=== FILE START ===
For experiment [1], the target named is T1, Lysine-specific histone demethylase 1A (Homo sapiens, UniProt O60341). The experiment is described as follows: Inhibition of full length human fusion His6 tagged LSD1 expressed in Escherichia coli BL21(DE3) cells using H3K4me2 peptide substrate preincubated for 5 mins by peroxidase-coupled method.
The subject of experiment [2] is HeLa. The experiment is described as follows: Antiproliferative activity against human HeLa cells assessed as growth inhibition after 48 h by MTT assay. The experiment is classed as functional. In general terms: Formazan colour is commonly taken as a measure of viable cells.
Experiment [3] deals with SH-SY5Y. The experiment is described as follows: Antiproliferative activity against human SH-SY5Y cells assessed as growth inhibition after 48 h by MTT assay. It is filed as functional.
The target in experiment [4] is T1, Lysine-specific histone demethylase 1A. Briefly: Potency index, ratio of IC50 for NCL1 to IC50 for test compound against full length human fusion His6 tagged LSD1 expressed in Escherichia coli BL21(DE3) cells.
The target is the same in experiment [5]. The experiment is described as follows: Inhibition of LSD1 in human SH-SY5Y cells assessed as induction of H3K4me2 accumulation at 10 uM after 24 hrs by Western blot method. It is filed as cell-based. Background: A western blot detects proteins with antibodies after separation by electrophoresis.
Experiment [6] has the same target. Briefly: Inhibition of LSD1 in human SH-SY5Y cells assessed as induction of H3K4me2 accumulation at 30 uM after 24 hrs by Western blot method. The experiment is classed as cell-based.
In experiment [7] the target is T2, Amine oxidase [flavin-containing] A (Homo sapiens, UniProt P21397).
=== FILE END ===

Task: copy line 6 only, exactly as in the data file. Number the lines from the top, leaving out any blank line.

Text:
Experiment [6] has the same target. Briefly: Inhibition of LSD1 in human SH-SY5Y cells assessed as induction of H3K4me2 accumulation at 30 uM after 24 hrs by Western blot method. The experiment is classed as cell-based.